Long T methamphetamine schedules produce circadian ensuing drug activity in rats

Norman Pecoraro, Ann E.K. Kosobud, George V. Rebec, William Timberlake

Research output: Contribution to journalArticle

12 Scopus citations


Eight female Sprague-Dawley rats were housed in isolated continuous 24-h/day environments under conditions of constant dim light and a rate-limited feeding schedule. Following 2 months of free-running activity, all animals were administered methamphetamine (MA) i.p. (2 mg/kg) once every 31 h for 24 injection cycles. Average wave forms of wheel-running activity showed that animals did not anticipate the 31-h schedule of MA injections, but rather displayed circadian ensuing drug activity (CEDA) between 24 and 28 h following the injections. Post-injection meals failed to meet reliably the threshold necessary to achieve food-engendered anticipatory or ensuing activity. Cosinor analysis showed that the intensity of CEDA was strongly influenced by the relative phase of the free-running rhythm. CEDA was moderately influenced by the size of the post-injection bout of activity. Because injection times rotated daily throughout local time without repeating a time of day, CEDA resulting from a long T schedule of MA administration appeared to be based on one-trial resetting of a circadian-related mechanism by a major drug of abuse.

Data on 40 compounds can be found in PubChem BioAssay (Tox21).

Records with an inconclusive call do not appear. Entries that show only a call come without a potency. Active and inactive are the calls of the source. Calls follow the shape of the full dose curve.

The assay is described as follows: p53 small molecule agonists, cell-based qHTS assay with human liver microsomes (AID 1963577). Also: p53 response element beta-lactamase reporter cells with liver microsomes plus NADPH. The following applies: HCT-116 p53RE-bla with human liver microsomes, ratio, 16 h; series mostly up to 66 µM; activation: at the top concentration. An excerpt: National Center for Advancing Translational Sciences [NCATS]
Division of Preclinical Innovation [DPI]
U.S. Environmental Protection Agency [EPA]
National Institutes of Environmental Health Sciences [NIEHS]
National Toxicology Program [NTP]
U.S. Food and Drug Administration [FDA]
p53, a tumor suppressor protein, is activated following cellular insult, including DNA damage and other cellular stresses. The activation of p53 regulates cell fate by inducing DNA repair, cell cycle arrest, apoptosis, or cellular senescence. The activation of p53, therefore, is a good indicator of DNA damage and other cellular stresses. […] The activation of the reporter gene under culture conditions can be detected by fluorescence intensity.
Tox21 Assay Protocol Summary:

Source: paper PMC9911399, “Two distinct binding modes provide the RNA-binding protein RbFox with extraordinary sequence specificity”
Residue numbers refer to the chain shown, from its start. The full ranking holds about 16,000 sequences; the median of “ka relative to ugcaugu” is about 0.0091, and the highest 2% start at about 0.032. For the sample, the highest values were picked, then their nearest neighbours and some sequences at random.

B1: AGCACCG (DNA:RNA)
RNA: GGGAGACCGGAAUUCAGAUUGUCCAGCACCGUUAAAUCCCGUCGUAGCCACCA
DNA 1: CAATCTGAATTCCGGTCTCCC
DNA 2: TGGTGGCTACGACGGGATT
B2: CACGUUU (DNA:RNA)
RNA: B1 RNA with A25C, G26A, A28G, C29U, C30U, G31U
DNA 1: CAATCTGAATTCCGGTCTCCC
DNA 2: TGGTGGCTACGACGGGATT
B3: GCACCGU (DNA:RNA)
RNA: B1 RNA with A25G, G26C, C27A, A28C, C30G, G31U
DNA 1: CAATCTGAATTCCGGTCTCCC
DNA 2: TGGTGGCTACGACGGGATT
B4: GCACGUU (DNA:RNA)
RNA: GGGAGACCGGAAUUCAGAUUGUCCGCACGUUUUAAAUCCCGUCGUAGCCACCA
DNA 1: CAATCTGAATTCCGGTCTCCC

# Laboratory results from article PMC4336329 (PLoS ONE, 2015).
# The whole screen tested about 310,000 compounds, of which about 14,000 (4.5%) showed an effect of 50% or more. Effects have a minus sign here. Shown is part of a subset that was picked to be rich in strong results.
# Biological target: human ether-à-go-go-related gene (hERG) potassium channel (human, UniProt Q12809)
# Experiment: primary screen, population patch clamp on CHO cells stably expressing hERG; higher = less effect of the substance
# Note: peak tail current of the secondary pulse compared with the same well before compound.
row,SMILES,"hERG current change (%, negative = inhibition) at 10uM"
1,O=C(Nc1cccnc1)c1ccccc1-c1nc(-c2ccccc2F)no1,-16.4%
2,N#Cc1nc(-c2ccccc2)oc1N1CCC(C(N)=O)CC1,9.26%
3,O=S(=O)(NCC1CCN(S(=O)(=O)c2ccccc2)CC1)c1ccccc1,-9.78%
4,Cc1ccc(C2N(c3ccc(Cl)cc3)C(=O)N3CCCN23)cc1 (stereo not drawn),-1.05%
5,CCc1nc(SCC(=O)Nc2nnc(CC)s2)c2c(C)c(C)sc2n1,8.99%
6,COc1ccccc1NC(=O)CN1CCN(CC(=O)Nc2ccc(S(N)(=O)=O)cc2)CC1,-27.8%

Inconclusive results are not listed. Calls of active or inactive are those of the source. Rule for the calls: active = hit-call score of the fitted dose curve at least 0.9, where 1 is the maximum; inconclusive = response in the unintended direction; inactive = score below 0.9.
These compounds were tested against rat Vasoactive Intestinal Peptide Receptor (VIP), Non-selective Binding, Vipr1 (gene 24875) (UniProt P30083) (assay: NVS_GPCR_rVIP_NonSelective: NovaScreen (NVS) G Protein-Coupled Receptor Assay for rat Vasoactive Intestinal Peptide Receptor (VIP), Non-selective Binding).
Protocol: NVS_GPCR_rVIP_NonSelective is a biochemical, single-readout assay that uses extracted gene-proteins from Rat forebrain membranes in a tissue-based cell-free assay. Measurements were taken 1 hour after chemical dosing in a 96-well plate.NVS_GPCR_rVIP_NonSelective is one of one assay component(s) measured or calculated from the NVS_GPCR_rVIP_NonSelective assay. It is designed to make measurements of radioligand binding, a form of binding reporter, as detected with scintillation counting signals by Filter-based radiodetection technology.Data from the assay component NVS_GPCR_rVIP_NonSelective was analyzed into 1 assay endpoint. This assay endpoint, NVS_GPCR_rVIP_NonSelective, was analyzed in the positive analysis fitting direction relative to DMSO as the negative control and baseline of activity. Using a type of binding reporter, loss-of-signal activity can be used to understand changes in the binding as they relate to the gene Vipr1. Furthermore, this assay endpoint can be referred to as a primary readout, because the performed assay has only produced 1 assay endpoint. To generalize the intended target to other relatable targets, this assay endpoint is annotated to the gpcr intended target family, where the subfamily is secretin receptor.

Original languageEnglish (US)
Pages (from-to)95-106
Number of pages12
JournalPhysiology and Behavior
Issue number1-2
StatePublished - Jan 1 2000


  • Anticipatory activity
  • Circadian ensuing drug activity
  • Long T schedules
  • Methamphetamine
  • Type O resetting

ASJC Scopus subject areas

  • Behavioral Neuroscience
  • Physiology (medical)

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